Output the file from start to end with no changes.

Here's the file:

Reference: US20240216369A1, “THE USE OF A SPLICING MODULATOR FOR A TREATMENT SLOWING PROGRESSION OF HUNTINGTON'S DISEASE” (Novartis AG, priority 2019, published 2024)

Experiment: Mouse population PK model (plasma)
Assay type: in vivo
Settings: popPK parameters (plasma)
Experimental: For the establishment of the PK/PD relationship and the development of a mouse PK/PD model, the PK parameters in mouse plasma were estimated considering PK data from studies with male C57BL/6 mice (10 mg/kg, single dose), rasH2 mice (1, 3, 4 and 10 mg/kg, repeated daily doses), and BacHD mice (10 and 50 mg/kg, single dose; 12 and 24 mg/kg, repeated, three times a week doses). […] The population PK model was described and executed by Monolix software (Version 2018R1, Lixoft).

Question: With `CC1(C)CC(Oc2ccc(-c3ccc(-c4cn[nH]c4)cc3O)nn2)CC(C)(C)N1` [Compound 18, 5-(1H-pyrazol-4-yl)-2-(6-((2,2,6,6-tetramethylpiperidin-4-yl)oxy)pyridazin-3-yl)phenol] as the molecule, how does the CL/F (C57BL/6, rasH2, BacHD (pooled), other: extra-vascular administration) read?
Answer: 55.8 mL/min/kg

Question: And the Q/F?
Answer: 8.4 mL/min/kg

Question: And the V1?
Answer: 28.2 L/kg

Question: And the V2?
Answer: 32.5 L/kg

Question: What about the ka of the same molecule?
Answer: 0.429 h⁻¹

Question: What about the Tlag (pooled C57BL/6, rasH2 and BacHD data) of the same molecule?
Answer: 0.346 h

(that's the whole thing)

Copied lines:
Reference: US20240216369A1, “THE USE OF A SPLICING MODULATOR FOR A TREATMENT SLOWING PROGRESSION OF HUNTINGTON'S DISEASE” (Novartis AG, priority 2019, published 2024)

Experiment: Mouse population PK model (plasma)
Assay type: in vivo
Settings: popPK parameters (plasma)
Experimental: For the establishment of the PK/PD relationship and the development of a mouse PK/PD model, the PK parameters in mouse plasma were estimated considering PK data from studies with male C57BL/6 mice (10 mg/kg, single dose), rasH2 mice (1, 3, 4 and 10 mg/kg, repeated daily doses), and BacHD mice (10 and 50 mg/kg, single dose; 12 and 24 mg/kg, repeated, three times a week doses). […] The population PK model was described and executed by Monolix software (Version 2018R1, Lixoft).

Question: With `CC1(C)CC(Oc2ccc(-c3ccc(-c4cn[nH]c4)cc3O)nn2)CC(C)(C)N1` [Compound 18, 5-(1H-pyrazol-4-yl)-2-(6-((2,2,6,6-tetramethylpiperidin-4-yl)oxy)pyridazin-3-yl)phenol] as the molecule, how does the CL/F (C57BL/6, rasH2, BacHD (pooled), other: extra-vascular administration) read?
Answer: 55.8 mL/min/kg

Question: And the Q/F?
Answer: 8.4 mL/min/kg

Question: And the V1?
Answer: 28.2 L/kg

Question: And the V2?
Answer: 32.5 L/kg

Question: What about the ka of the same molecule?
Answer: 0.429 h⁻¹

Question: What about the Tlag (pooled C57BL/6, rasH2 and BacHD data) of the same molecule?
Answer: 0.346 h